Image of the founder Araz Fazaeli
© Rahi Rezvani
Image of the founder Araz Fazaeli
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Last updated: October 1, 2013

Iran’s street fashion scene (PICTURES)

Banner Icon Without meddling with the country's delicate political situation, this blog shows a side of the Islamic Republic rarely seen in international media.

Last Friday, “the first street style blog of Iran” celebrated its 1-year-anniversary with more than 9.000 Instagram followers and 14.000 Facebook likes. Founded by Araz Fazaeli, The Tehran Times is a window into the street fashion scene of the Iranian capital.

By showcasing fashionable and inspiring Iranian women, the designer demonstrates that fashion can be exciting despite the restrictions imposed by the government. But it is not meant to generalize.

“Are all Iranian women miserable or are all modernized?” Fazaeli asks rhetorically. “The answer is that they both exist, in all societies. As a designer who has always paid attention to women in society, I believe that the mere act of repeating people’s misery won't do much to help them, but finding positive and motivating stories to amplify will educate and hopefully make a change.”

The Tehran Times will soon include a jomeh bazar (Iranian Friday market)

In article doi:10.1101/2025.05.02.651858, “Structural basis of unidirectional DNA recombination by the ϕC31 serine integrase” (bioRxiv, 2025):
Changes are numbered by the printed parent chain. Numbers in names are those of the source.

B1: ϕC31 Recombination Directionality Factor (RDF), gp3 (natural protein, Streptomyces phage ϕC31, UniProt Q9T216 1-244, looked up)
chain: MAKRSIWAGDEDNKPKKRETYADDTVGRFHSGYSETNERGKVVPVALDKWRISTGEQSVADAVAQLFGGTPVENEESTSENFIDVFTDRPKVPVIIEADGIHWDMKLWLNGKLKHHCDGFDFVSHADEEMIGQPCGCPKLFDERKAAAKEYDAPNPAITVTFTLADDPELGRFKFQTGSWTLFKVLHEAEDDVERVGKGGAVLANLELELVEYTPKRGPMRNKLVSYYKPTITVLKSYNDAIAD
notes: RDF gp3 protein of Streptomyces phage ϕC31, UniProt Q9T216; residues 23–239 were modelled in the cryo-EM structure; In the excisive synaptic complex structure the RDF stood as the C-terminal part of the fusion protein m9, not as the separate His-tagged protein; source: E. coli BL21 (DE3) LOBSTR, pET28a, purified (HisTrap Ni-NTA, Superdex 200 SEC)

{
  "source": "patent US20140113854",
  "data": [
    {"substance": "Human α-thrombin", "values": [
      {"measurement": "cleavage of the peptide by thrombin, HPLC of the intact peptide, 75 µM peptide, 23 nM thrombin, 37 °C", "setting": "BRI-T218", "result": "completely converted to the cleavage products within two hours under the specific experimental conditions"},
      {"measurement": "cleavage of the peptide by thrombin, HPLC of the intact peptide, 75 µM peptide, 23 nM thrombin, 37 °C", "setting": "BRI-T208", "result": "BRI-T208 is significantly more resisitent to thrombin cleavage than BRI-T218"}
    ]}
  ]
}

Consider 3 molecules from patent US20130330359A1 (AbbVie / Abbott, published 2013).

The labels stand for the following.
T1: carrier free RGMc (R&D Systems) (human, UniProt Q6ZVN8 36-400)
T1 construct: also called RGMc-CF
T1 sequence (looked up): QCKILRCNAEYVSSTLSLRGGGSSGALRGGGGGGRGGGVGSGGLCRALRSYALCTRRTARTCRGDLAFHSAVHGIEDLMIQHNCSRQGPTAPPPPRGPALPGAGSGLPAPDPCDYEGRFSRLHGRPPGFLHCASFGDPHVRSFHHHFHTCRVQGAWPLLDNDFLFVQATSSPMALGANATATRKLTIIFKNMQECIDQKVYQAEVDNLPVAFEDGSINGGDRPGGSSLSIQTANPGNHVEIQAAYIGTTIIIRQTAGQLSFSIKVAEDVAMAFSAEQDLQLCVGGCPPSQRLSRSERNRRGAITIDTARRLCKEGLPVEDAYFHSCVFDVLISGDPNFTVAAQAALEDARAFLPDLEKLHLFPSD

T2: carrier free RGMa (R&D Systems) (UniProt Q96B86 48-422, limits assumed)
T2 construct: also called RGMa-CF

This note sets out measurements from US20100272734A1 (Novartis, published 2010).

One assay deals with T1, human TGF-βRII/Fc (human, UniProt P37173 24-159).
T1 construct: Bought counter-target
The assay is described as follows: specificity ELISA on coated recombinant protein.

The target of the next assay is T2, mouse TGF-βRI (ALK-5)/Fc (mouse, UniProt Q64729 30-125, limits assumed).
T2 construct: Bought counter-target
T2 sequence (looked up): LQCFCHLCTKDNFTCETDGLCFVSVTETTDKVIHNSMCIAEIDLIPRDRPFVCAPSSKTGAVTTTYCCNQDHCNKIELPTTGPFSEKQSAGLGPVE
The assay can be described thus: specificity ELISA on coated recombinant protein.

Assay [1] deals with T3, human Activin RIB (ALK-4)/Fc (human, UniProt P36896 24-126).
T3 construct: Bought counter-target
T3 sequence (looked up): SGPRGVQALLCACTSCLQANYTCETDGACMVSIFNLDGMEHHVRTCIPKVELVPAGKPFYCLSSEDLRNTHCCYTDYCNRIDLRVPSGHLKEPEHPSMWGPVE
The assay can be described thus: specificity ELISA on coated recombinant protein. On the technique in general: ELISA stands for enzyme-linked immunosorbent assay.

But he says that his focus is fashion, and that it is perfectly fine to be inspired by the conflicts in society but it is not good to take advantage of the political situation.

“Politics is politics and art is art,” he notes. “Today the main issue in Iran is not the dress code. Fashion is creative enough to make its way through any restrictions. We could manage to cover ourselves for another century, but we could not afford to avoid higher education for another day.”

The Tehran Times will soon include a jomeh bazar (Iranian Friday market). In the near future Araz is planning to open the first online Iranian concept store, called The Daiva.

His blog shows a side of Iran that is rarely seen in international media, take a look and let the photos speak for themselves.

Christine Petré
Christine Petré is an editor at Your Middle East. You can follow her work at www.christinepetre.com.
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